A recent agreement by the governments of Missouri and Kansas to end their economic development border war was cheered across the country, including in this recent piece in The Hill. Specifically, the two states agreed no longer to use economic development subsidies to lure employers back and forth across state line — at least in the Kansas City metro area. And while the precedent is welcome, there was always reason to be skeptical. Now there are signs of its collapse.
The Kansas City region is unlike many in the United States in that the metropolitan area is divided almost exactly in half by the state line. The older and more urban part of the region, Kansas City, sits in Missouri. The newer and more suburban post-war developments rest in Kansas. So the traditional urban-suburban economic wars seen across the country have an additional component: State interests. According to the Hall Family Foundation, the two states spent $335 million in the past decade trading employers only to see Kansas win a slight 1,200 net gain of jobs.
While the state action is welcome, the truce deal does not include all the various localities on either side of the state border. Cities may continue to offer incentives or other financial packages to lure existing businesses into their domain. While Kansas City, Missouri, has pledged to honor the agreement, smaller suburban communities on the Kansas side have not. As demonstrated by the USDA’s recent announcement that it has chosen a site on the Missouri side to relocate some of its workforce, the two states will continue to fight an expensive war to bring jobs from afar. The Kansas City Area Development Council – a private non-profit that seeks to attract jobs to the region – still operates as a double-dealing promoter in the regional jobs Fight Club, collecting dues from both sides of state line and then repeatedly pitting them against each other.
Many of the individuals and organizations who profited handsomely from the years of combat have come out in favor of the deal. Sort of. The CEO of the Greater Kansas City Chamber of Commerce – a chamber whose portfolio includes both sides of the state line – recently told a local radio host, “I think it forms a new way to think about how we’re going to grow Kansas City where we really are looking to grow it in a net new way, not just moving companies from one side of the city to the other.”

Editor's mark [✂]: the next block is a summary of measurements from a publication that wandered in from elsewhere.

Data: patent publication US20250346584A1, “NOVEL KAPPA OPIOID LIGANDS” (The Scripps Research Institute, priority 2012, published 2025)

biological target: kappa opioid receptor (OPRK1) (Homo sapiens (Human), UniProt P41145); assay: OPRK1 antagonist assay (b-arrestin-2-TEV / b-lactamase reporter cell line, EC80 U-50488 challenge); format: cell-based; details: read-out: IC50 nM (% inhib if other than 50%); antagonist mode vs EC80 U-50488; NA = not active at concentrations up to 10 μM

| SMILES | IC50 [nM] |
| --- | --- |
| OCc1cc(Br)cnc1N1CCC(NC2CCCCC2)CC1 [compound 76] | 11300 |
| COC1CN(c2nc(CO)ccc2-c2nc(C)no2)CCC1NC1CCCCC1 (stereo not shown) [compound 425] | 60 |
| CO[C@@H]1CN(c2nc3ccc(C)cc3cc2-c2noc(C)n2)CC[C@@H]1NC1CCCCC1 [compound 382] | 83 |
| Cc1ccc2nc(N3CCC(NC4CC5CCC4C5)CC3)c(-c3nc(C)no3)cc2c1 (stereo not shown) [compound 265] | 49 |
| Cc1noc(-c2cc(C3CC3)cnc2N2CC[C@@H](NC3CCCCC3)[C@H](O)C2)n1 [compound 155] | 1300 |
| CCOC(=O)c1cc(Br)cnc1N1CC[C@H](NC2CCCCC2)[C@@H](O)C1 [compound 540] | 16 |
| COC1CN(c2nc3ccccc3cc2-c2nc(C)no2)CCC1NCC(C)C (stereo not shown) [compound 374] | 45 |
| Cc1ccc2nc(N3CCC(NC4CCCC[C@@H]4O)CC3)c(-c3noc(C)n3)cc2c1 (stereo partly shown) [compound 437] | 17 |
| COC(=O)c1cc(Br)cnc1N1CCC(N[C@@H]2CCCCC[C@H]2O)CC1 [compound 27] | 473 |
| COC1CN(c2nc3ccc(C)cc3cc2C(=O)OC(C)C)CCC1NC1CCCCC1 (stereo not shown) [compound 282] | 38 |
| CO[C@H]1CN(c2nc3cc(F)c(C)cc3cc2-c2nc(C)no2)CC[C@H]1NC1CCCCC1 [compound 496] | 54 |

But moving companies and jobs from one side of the city to the other is exactly the economic development policy the Chamber has championed in the past and will likely champion in the future (e.g. a downtown baseball stadium for the Kansas City Royals).
Part of the problem seems to be that the folks who run such economic development programs use questionable data to proclaim job growth and presumably justify their own budgets.
For example, Waddell & Reed, a financial services firm originally located in Missouri that crossed the state line years ago in exchange for such incentives, started its incentives negotiations to return to Missouri just before the Border War truce was announced. In exchange for $62 million in Missouri incentives, it will move 1,000 jobs from Kansas. A spokeswoman for the Missouri Department of Economic Development heralded the move as good for the region, apparently unaware that the jobs were already well within the region. One can be confident they will claim those jobs as new in their reporting documents.
Perhaps most notable is that the truce lacks precise language to describe exactly what it is prohibiting. Kansas Governor Laura Kelly’s executive order seems to restrict incentives to projects that create “net new” jobs. But that term is not defined. Could a growing Missouri firm already planning to make a few new hires take that plan to Kansas and seek incentives — using those “net new jobs” as leverage? How will Kansas assess whether those “net new jobs” were due to the incentives themselves?
Knowing the degree to which job creation or private investment is due to incentives has been a point of contention all along.
Policymakers and developers point to all the new property development as proof of efficacy. But the vast majority of the economic research literature indicates that such development likely would have happened anyway, and that the return on investment of public dollars is small if anything at all. Private companies have learned how to game the system through a combination of over-promising, threats of retaliation and fanciful accounting.
The city of Kansas City, Missouri, is now offering Waddell & Reed another $40 in local tax breaks. Kansas Gov. Kelly told The Kansas City Star, “My executive order limiting the use of state incentives was premised in part on Missouri local units of government bringing their property tax incentives to a level playing field with Kansas. Without that action, a true ceasefire cannot occur.”
It is heartening to learn that other regions may be examining the Missouri-Kansas deal to see if it might work for them; the goals are laudable. But if policymakers are serious about ending these types of economic development incentive wars, all levels of government in the region need to be a party to it and the terms must be precisely defined.
The allure of ribbon cuttings and claiming to be job creators is too great to leave to vague promises. The Border War truce in Kansas City may be a lesson on both how and how not to proceed.